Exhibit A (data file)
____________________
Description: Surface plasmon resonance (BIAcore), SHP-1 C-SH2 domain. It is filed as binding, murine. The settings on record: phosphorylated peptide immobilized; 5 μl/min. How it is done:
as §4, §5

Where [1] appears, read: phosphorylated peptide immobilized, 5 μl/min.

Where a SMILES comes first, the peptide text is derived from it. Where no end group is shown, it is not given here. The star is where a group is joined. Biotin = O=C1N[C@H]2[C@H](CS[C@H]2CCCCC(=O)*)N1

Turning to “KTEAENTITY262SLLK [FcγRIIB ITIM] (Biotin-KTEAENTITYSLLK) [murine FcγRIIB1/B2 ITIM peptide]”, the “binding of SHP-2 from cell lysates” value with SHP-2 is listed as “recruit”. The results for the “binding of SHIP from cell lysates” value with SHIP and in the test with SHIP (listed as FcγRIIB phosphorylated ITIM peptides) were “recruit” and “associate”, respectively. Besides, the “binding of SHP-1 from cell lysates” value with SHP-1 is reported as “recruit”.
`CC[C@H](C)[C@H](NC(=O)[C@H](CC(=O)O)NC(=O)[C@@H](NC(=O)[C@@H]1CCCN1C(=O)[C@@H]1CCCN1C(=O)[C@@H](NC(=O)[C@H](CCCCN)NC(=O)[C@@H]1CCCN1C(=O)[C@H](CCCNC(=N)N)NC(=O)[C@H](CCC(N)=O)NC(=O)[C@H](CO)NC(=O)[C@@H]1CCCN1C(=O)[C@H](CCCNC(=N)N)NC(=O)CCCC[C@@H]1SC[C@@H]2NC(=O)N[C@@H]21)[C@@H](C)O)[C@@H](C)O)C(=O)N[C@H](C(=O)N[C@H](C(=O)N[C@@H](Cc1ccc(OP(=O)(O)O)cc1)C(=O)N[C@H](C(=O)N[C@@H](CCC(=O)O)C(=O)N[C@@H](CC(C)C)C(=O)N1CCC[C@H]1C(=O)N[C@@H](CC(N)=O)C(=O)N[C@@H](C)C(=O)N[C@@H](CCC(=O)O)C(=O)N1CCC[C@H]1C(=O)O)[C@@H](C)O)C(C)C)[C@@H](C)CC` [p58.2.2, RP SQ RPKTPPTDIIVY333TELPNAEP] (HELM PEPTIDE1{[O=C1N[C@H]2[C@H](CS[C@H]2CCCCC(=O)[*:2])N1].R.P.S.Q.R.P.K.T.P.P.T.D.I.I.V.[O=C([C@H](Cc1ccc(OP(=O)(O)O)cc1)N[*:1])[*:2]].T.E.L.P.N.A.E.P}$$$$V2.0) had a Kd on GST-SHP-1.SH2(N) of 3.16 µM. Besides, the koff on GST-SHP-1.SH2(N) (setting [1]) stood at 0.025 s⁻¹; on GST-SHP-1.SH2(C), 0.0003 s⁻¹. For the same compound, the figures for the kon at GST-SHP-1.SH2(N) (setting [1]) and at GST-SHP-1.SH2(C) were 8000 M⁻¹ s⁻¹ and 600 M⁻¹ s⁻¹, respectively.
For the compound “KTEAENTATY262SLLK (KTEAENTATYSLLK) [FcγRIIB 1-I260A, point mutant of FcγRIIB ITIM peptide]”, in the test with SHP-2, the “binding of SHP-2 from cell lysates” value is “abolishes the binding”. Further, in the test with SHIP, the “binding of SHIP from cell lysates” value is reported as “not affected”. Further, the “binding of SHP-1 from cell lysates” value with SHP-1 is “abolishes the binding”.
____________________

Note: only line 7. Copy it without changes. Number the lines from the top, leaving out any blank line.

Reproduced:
For the compound “KTEAENTATY262SLLK (KTEAENTATYSLLK) [FcγRIIB 1-I260A, point mutant of FcγRIIB ITIM peptide]”, in the test with SHP-2, the “binding of SHP-2 from cell lysates” value is “abolishes the binding”. Further, in the test with SHIP, the “binding of SHIP from cell lysates” value is reported as “not affected”. Further, the “binding of SHP-1 from cell lysates” value with SHP-1 is “abolishes the binding”.